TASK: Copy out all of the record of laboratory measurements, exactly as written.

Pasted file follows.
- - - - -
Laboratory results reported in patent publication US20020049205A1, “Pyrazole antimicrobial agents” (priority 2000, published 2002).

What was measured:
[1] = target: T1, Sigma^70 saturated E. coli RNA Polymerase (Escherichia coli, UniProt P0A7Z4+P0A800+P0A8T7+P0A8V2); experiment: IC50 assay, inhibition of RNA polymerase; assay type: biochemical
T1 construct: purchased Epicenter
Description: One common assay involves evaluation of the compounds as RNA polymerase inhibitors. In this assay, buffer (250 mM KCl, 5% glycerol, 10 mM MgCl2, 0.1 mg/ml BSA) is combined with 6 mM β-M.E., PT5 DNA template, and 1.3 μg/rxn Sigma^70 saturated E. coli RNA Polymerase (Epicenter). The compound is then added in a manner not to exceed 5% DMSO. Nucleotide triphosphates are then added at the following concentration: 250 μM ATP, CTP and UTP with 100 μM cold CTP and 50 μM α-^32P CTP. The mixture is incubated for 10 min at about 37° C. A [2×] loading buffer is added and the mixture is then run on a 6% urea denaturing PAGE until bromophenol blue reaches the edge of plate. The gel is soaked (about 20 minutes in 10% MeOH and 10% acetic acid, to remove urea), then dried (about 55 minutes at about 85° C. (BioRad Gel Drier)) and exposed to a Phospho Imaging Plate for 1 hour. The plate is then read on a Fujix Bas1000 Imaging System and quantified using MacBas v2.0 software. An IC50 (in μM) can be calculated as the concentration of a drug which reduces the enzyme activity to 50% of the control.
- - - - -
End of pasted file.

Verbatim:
Laboratory results reported in patent publication US20020049205A1, “Pyrazole antimicrobial agents” (priority 2000, published 2002).

What was measured:
[1] = target: T1, Sigma^70 saturated E. coli RNA Polymerase (Escherichia coli, UniProt P0A7Z4+P0A800+P0A8T7+P0A8V2); experiment: IC50 assay, inhibition of RNA polymerase; assay type: biochemical
T1 construct: purchased Epicenter
Description: One common assay involves evaluation of the compounds as RNA polymerase inhibitors. In this assay, buffer (250 mM KCl, 5% glycerol, 10 mM MgCl2, 0.1 mg/ml BSA) is combined with 6 mM β-M.E., PT5 DNA template, and 1.3 μg/rxn Sigma^70 saturated E. coli RNA Polymerase (Epicenter). The compound is then added in a manner not to exceed 5% DMSO. Nucleotide triphosphates are then added at the following concentration: 250 μM ATP, CTP and UTP with 100 μM cold CTP and 50 μM α-^32P CTP. The mixture is incubated for 10 min at about 37° C. A [2×] loading buffer is added and the mixture is then run on a 6% urea denaturing PAGE until bromophenol blue reaches the edge of plate. The gel is soaked (about 20 minutes in 10% MeOH and 10% acetic acid, to remove urea), then dried (about 55 minutes at about 85° C. (BioRad Gel Drier)) and exposed to a Phospho Imaging Plate for 1 hour. The plate is then read on a Fujix Bas1000 Imaging System and quantified using MacBas v2.0 software. An IC50 (in μM) can be calculated as the concentration of a drug which reduces the enzyme activity to 50% of the control.